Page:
Why bat scientists are keeping their distance
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Why bat scientists are keeping their distance

According to an article in Science News, scientists are trying to avoid being in too close proximity to bats. These creatures spring to mind when one thinks of coronavirus but researchers have, so far, only conducted studies from a distance. For example, acoustic monitors have been used to detect noises the creatures make. Furthermore, although SARS-CoV-2, the virus which causes Covid-19, is believed to have originated in bats, none of the more than 40 bat species found in North America have displayed signs of it or other coronaviruses of the same genus.

Humans have sadly become used to the need to socially distance from one another. Aiming to reduce transmission of the virus, we have recognised the importance of spending more time physically apart as opposed to mingling. Humans have been remarkably adept at adapting to this: the popularity of Zoom has shot through the roof; lectures are online for the foreseeable future. We have become used to being apart.

It is not only between humans that social distancing measures need to be in place, scientists conduct research on animals all the time. To understand how they live, their means of adapting to the world and their futures as a species, constant research and relatively close contact used to be the norm. The coronavirus pandemic has changed this.

Researchers are worried about accidentally transferring Covid-19 to bats

It is impossible, obviously, to make bats socially distance; it is therefore up to humans to take charge. Researchers are worried about accidentally transferring Covid-19 to bats. As the Science News article argues, the aim is always to reduce the transmission of Covid-19, whether it is to humans or other animals. Were the virus to spread, bats could then possibly re-infect humans. Nobody is immune from passing on the virus to another species.

Similarly, it is feared that spreading this particular strain of coronavirus to bats could in itself lead to a new virus. By passing the disease on, bats could create a new version of the disease. The safest course of action then, is to prevent new activities with bats that require social interaction and engagement.

Socially distanced experiments are still possible. It is possible to identify the different bat species and understand the viruses they carry using strategically positioned cameras, allowing humans and bats to remain far apart. It is possible, therefore, for bat species to thrive, all while humans take part. Where social distancing is impossible, personal protective equipment is worn.

Interestingly, some bats are more effective at social distancing than others. A report in The Guardian found vampire bats, which derived from fruit bats 26 million years ago, were experts at remaining apart from other bats. Injected by scientists with a substance that mirrored a bacterial infection, they knew to spend more time apart from other bats. Containing the disease, this meant that fewer vampire bats were actually infected.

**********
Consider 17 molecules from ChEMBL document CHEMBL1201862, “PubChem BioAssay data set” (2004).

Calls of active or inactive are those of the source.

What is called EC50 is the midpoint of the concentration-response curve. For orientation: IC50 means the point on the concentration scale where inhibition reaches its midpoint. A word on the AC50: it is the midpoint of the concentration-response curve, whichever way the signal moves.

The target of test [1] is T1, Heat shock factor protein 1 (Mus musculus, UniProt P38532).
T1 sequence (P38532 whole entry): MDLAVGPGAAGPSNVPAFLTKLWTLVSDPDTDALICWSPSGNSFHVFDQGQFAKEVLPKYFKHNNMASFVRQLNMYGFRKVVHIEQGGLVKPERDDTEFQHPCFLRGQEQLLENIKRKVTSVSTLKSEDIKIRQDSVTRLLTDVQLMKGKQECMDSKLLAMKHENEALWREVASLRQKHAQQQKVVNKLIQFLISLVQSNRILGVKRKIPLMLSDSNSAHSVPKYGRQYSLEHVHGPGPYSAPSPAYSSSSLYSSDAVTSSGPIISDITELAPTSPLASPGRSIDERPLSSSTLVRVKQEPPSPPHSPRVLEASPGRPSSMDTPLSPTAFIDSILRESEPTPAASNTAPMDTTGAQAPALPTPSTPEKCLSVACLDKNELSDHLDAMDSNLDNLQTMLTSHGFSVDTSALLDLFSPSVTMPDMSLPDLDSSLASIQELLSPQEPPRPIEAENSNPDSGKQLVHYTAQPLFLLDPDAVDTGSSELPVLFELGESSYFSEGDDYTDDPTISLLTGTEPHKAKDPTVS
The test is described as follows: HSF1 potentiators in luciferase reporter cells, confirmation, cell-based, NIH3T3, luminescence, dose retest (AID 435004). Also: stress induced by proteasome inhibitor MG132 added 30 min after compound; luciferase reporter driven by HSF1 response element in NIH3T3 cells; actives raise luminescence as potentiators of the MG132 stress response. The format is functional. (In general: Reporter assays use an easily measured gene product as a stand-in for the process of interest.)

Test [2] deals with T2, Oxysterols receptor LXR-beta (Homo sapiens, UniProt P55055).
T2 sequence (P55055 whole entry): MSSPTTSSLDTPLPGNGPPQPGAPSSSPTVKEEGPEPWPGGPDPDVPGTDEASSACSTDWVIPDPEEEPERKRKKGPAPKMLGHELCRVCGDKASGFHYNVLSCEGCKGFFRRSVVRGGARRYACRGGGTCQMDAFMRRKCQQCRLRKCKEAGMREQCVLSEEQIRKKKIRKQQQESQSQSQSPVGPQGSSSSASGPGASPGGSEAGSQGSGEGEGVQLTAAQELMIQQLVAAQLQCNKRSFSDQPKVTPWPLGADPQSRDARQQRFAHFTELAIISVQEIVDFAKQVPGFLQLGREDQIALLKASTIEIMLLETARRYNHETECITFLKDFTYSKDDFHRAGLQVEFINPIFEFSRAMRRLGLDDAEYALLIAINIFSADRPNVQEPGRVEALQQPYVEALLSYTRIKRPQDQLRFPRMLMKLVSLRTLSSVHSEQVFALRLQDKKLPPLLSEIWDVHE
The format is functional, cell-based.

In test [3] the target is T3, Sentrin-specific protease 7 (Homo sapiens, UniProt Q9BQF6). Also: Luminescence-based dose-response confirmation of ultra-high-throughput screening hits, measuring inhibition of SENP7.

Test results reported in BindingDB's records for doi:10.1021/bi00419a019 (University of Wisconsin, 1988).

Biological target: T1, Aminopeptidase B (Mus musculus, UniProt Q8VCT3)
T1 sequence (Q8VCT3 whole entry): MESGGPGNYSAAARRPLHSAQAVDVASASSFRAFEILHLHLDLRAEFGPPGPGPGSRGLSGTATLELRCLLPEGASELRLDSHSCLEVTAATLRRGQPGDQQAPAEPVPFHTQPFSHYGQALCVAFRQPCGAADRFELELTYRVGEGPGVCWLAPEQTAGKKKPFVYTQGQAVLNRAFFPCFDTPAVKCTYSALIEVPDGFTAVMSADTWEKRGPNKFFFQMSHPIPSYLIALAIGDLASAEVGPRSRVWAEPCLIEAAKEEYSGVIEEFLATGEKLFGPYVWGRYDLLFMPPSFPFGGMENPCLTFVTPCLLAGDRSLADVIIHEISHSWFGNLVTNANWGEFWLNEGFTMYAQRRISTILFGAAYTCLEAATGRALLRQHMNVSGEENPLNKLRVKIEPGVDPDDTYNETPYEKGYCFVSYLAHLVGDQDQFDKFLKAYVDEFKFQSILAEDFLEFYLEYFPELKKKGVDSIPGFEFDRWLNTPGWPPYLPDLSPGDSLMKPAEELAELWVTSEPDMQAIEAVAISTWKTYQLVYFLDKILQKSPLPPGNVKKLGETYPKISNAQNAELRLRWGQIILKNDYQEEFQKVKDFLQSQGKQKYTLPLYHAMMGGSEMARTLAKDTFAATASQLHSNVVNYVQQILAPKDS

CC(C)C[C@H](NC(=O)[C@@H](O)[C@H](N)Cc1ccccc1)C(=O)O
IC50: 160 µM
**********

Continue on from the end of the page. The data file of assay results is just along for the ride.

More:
A report in The Guardian found vampire bats, which derived from fruit bats 26 million years ago, were experts at remaining apart from other bats

Social distancing, it seems, is not exclusive to bats. According to Scientific American, many animals, including mammals, fish and insects, use social distancing where necessary for their survival. While prey might stay together to fend off predators, this can lead to the spread of contagious disease. Lobsters, for example, can recognise when one of their fellow creatures does not seem quite right. Sometimes, the threat of open water is safer than the knowledge of catching a disease.

Why is this so natural to animals but not humans? We have vaccines. Humans have come to rely on any form of social distancing soon coming to an end thanks to the protection a vaccine brings. Containing a small amount of the infectious agent, it allows for herd immunity to build up among a population. Animals, be they vampire bats or lobsters, do not enjoy that same luxury. Their only means of survival, surely the most basic instinct of any sentient being, is to retreat from the threat. This trumps anything, even collective species protection.

According to a Science study from 2011, bats benefit humans through pest control, saving North American farmers more than $3.7 billion per year. This means humans benefit from bats being safe and able to flourish. While all of us want to socially engage in the future, this looks like a long term feat. As for broader experiments on animals, this is something unlikely to happen in the immediate future. Instead, we should allow the wings of bats to fly and promote the ideals of freedom. As for the human desire to be free within nature and explore, that is something there will always be time for in the very near future.

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